Comment on “Effect of Extracorporeal Shockwave Therapy Versus Intra-articular Injections of Hyaluronic Acid for the Treatment of Knee Osteoarthritis”

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Ann Rehabil Med. 2018;42(2):372-373
Publication date (electronic) : 2018 April 30
doi :
Department of Physical Medicine and Rehabilitation, Sapienza University of Rome, Rome, Italy.
Corresponding author: Andrea Bernetti. Department of Physical Medicine and Rehabilitation, Sapienza University of Rome, Piazzale Aldo Moro, 5, Rome, Italy. Tel: +39-320-946-7954, Fax: +39-64-991-4846,

In response to the original article: Ann Rehabil Med 2017;41(5):828-835

Dear Editor,

We read with great interest the study by Lee et al. titled “Effect of Extracorporeal Shockwave Therapy Versus Intra-articular Injections of Hyaluronic Acid for the Treatment of Knee Osteoarthritis” [1]. The authors were able to evaluate and compare the effects and outcomes of the extracorporeal shock wave therapy and intra-articular injections of hyaluronic acid in patients with knee osteoarthritis. This research is considered relevant and interesting, especially because it is noted that the authors compare an invasive therapy, such the intra-articular injections, with the administration of an extracorporeal show wave therapy, which is notably a kind of therapy that does not involve the interruption of the integrity of the skin. It is noted that the results from the study are promising from a clinical aspect; however, we would like to underline how the studying and review of the patient's clinical status with a visual analogue scale, Western Ontario and McMaster Universities Osteoarthritis Index (WOMAC), Lequesne index, 40-m fast-paced walk test, and stair-climb test should be supported by biomechanical information obtained from the precise study of walking pattern using a gait analysis. From this point of view, it is our determination that a gait analysis evaluation should be considered as an objective and useful instrumentation in order to have more data that could identify differences in the walking cycle's sub-phases, before and after any kind of treatment for lower limb's osteoarthritis. In our opinion, the work performed by Lee et al. [1] is relevant, important and useful, however, with would like to ask to the authors if they have the intention to provide results after a longer follow up time frame to be comprehensively reviewed in a further study. We recognize and agree that the subject of knee osteoarthritis is a theme currently representing an emerging topic for its increasing incidence, and it is well known that knee osteoarthritis is a chronic disease that could lead to important long-lasting disability. Therefore, knowing the long-term effects and outcomes of a therapy for osteoarthritis could be more interesting, and we would read more on this topic if provided the opportunity with new studies on the issue. Additionally, the use of a gait analysis should be desirable during the diagnosis and follow-up from different pathologies that could affect the walking cycle, not only in orthopedics diseases, but also in a neurologic condition such as hemiplegia [2] or bilateral spastic cerebral palsy [3]. Actually, the relevant therapies dedicated to osteoarthritis should be not directed only on pain management and relief as the main target, but any therapeutic strategy should also involve techniques that are specifically focused on the patient's functional status and disability. From these considerations, we appreciate the author's choice to include the measurement of the 40-m fast-paced walk test, and stair-climb test in their study, but once again, we would like to underline the importance of the use an objective tool as a relevant gait analysis, in order to guarantee a precise evaluation that could be used also during this kind of testing or to accurately measure other motor tasks [4].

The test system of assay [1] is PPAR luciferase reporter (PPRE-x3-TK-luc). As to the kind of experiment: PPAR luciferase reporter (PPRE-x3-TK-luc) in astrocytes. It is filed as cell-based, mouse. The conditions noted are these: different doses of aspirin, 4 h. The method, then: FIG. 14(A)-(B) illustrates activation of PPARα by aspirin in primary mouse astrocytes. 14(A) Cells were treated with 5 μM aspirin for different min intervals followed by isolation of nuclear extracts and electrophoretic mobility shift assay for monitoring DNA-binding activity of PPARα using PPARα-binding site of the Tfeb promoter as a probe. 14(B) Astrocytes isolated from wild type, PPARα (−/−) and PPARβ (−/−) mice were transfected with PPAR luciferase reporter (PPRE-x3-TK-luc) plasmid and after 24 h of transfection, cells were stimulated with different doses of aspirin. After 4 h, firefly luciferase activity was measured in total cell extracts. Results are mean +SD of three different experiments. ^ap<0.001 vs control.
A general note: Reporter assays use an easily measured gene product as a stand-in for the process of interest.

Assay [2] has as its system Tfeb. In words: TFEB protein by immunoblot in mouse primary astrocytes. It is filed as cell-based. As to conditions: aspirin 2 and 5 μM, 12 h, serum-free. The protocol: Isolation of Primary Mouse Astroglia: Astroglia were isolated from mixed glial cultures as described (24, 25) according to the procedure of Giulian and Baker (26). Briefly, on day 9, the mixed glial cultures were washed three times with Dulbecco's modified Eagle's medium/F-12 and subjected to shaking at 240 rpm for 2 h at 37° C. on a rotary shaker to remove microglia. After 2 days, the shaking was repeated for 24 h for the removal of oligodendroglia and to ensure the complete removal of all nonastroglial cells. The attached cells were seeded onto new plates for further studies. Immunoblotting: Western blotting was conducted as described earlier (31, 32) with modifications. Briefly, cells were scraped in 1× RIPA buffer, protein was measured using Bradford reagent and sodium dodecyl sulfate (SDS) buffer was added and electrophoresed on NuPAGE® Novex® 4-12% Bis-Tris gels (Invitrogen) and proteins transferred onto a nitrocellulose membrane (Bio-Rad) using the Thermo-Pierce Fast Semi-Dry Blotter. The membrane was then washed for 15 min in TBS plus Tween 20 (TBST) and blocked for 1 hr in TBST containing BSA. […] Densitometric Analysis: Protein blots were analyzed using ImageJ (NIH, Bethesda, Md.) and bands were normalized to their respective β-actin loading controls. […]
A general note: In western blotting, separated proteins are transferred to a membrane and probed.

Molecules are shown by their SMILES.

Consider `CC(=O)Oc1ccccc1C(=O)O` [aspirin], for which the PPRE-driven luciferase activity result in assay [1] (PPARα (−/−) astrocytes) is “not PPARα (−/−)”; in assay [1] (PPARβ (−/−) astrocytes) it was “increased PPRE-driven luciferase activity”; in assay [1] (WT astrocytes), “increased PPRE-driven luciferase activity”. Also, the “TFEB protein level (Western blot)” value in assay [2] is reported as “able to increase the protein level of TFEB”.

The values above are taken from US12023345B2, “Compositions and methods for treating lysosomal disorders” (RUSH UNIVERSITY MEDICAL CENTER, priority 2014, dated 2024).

1. Lee JK, Lee BY, Shin WY, An MJ, Jung KI, Yoon SR. Effect of extracorporeal shockwave therapy versus intra-articular injections of hyaluronic acid for the treatment of knee osteoarthritis. Ann Rehabil Med 2017;41:828–835. 29201822.
2. Kim HD, Kim JG, Jeon DM, Shin MH, Han N, Eom MJ, et al. Analysis of vertical ground reaction force variables using foot scans in hemiplegic patients. Ann Rehabil Med 2015;39:409–415. 26161347.
3. Kim DJ, Park ES, Sim EG, Kim KJ, Kim YU, Rha DW. Reliability of visual classification of sagittal gait patterns in patients with bilateral spastic cerebral palsy. Ann Rehabil Med 2011;35:354–360. 22506144.
4. Eden MM, Tompkins J, Verheijde JL. Reliability and a correlational analysis of the 6MWT, ten-meter walk test, thirty second sit to stand, and the linear analog scale of function in patients with head and neck cancer. Physiother Theory Pract 2018;34:202–211. 29068767.

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